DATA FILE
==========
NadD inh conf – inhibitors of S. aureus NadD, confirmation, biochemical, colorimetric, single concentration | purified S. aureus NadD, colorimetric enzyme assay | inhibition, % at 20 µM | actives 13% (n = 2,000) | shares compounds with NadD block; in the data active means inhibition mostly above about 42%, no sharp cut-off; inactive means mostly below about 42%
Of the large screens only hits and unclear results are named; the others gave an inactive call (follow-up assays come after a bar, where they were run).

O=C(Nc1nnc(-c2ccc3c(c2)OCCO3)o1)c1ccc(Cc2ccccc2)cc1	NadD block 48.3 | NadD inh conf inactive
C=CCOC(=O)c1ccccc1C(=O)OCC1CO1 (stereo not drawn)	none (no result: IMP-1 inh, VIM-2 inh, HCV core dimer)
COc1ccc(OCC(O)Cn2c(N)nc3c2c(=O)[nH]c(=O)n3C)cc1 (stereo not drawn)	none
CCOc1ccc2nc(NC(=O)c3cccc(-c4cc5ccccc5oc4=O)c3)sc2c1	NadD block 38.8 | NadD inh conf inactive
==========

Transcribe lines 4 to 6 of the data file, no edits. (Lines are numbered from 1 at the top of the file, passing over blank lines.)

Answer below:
C=CCOC(=O)c1ccccc1C(=O)OCC1CO1 (stereo not drawn)	none (no result: IMP-1 inh, VIM-2 inh, HCV core dimer)
COc1ccc(OCC(O)Cn2c(N)nc3c2c(=O)[nH]c(=O)n3C)cc1 (stereo not drawn)	none
CCOc1ccc2nc(NC(=O)c3cccc(-c4cc5ccccc5oc4=O)c3)sc2c1	NadD block 38.8 | NadD inh conf inactive